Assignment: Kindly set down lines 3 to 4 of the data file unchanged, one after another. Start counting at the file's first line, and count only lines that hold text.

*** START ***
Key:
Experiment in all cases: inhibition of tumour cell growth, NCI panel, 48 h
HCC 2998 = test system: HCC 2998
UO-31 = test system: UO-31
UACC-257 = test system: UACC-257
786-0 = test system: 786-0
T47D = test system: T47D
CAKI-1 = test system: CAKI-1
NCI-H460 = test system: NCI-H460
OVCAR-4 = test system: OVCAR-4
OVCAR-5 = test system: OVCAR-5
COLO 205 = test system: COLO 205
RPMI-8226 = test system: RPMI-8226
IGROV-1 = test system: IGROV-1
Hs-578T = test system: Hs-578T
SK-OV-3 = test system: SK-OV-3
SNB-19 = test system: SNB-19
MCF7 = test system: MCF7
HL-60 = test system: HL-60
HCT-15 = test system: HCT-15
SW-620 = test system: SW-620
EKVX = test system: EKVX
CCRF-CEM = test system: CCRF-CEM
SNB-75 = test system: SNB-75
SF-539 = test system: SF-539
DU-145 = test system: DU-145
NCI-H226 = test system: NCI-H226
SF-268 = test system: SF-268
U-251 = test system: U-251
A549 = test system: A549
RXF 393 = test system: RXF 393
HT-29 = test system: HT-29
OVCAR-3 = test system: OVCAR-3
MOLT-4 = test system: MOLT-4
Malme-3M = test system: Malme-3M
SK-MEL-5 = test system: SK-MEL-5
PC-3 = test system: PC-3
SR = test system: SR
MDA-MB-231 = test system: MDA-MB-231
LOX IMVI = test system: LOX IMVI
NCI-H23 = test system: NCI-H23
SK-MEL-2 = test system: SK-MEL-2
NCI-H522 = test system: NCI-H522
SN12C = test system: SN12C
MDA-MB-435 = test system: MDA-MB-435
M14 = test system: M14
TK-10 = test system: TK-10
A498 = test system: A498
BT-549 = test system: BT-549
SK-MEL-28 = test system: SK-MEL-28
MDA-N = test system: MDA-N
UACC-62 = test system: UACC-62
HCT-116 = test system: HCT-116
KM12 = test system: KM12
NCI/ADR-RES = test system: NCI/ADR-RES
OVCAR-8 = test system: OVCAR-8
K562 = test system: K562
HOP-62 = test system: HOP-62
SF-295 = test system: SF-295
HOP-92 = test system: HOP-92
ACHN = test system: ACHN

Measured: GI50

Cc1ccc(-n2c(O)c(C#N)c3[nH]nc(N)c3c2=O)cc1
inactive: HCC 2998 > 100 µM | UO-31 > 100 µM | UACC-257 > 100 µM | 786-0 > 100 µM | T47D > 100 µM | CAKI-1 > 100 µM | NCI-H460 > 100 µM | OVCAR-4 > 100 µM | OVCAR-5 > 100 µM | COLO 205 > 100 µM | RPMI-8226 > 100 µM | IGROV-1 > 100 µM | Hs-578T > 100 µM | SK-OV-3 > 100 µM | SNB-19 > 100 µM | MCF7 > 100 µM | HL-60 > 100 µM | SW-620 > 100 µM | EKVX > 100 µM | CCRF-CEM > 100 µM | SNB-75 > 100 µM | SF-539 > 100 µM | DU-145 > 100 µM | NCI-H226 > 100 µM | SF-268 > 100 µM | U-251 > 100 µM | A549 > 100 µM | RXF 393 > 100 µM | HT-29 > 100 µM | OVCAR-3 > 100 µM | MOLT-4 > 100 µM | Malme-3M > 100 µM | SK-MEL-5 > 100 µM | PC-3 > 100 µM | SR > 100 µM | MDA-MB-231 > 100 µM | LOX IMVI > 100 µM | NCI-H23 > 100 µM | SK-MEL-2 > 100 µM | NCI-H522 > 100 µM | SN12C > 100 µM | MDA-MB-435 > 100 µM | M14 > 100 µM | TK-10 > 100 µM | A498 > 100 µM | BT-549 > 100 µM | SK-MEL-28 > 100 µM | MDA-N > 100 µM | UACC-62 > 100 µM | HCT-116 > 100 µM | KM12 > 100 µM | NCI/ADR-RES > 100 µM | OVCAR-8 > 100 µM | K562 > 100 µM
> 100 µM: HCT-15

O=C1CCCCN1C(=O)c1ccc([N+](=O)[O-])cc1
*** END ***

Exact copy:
HCC 2998 = test system: HCC 2998
UO-31 = test system: UO-31